I was also on the electrical team for Triton Racing and assisted in the wiring harness for the car. Making sure that the wires were long enough, twisting them correctly, and separating the branches appropriately for the sensors all around the car was tedious, but it was a good experience. I learned more about how much work goes into the details of power distribution and applied practical concepts of electronics, which was refreshing.

What was the competition itself like?

It was pretty exciting. It was cool to be in Indiana in general – even restaurants had racing flags put up outside, or an Indy 500 special for the next weekend. Even though it’s a competition, the environment with the other teams was so welcoming. One night when the track closed but everyone wanted to keep working, there was a specific library that allowed teams to bring their karts and test there. Kennesaw State University, who actually won, were so nice to us and said “You can work here right next to us, and you can use our lights.” Especially at the track, being able to see other teams’ karts and talk to them about their design choices and issues made it more of a transfer of knowledge than a cut-throat competition. 

Any idea what you’ll do with your degree and this experience once you graduate?

I’m really interested in applying electrical engineering to motor sports, and I’m currently an intern at Honda Performance Development. I’ve been working with them on solar simulations to enable more solar power, since they’re working towards being carbon neutral. I’ve also been able to look into their power consumption and power generation.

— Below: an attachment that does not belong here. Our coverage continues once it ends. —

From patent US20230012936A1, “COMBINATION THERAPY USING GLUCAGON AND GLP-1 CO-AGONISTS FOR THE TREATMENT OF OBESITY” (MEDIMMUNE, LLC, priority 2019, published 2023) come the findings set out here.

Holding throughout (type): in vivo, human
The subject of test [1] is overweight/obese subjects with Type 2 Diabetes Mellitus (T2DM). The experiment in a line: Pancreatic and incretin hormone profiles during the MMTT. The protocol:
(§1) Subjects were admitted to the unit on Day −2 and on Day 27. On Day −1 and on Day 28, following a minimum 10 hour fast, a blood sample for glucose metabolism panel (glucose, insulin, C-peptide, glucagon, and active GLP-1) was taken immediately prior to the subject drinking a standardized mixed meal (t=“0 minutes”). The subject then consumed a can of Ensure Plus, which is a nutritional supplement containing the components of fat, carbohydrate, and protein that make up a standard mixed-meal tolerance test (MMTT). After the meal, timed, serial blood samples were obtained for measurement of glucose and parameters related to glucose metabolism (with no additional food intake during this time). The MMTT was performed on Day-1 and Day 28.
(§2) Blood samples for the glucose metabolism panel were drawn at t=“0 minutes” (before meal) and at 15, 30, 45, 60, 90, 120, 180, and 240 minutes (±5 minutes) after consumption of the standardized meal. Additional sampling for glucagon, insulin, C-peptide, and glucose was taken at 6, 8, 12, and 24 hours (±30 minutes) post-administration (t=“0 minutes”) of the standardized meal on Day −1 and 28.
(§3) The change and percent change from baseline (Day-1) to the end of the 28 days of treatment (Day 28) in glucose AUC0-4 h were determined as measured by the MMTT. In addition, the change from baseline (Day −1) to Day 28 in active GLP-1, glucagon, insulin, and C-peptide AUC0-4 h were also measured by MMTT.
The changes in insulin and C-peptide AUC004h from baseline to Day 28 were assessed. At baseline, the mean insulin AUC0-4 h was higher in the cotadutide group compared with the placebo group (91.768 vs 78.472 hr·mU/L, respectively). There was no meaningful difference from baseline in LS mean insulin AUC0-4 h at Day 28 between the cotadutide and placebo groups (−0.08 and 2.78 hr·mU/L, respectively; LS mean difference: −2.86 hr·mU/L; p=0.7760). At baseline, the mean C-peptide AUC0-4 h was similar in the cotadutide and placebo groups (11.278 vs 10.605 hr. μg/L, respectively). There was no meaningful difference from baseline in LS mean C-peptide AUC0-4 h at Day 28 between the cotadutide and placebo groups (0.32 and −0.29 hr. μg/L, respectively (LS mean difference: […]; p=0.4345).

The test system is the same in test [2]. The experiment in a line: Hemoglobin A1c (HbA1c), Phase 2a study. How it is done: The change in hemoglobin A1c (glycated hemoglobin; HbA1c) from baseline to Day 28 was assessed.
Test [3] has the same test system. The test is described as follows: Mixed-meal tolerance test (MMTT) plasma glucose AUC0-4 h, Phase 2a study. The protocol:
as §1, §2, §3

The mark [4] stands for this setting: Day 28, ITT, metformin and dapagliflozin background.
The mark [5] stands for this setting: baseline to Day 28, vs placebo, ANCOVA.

Then in July, I have a one-year internship in the UK. Once I’ve done that I’ll have to finish some general education requirements before graduating.

Advice for current students?

I know it's hard, but try to not compare yourself to others. I think that was one of the things that pressured me a lot, because by the time I was a junior I hadn’t done an internship, and was just barely joining a student org. Sophomore year I was in the Air Force ROTC (Reserve Officer’s Training Corps) thinking that I would be set for the rest of college and after, but that didn’t work out. So even if something like that happens, or you find yourself in that kind of situation, it’s important to just keep moving forward and be confident in the steps that you are taking.

And also to the women engineers, or the women who are in STEM: you belong. Don’t let anyone say or make you feel that you don’t deserve your space. You do, and the peers who support you are worth leaning on because this is difficult. It’s not expected that you go through everything alone.

At the competition, we were the team with the most diversity and with the most women, and I think that gave me a lot of hope and confidence in this place I’m currently at. It was kind of the culmination of being a senior, and having to go through a lot of classes where there weren’t a lot of women, so it was a positive and full-circle experience to have such diversity on this team.  

 

The TritonAI team’s sponsors include Honda Performance Development, DeepRacer, RoboSense, BrainCorp, Livox, the Jacobs School of Engineering Triton Engineering Student Council, and Viasat. Full list of sponsors: https://tritonai.org/sponsors/

 

Media Contacts

Katherine Connor
Jacobs School of Engineering
858-534-8374
khconnor@eng.ucsd.edu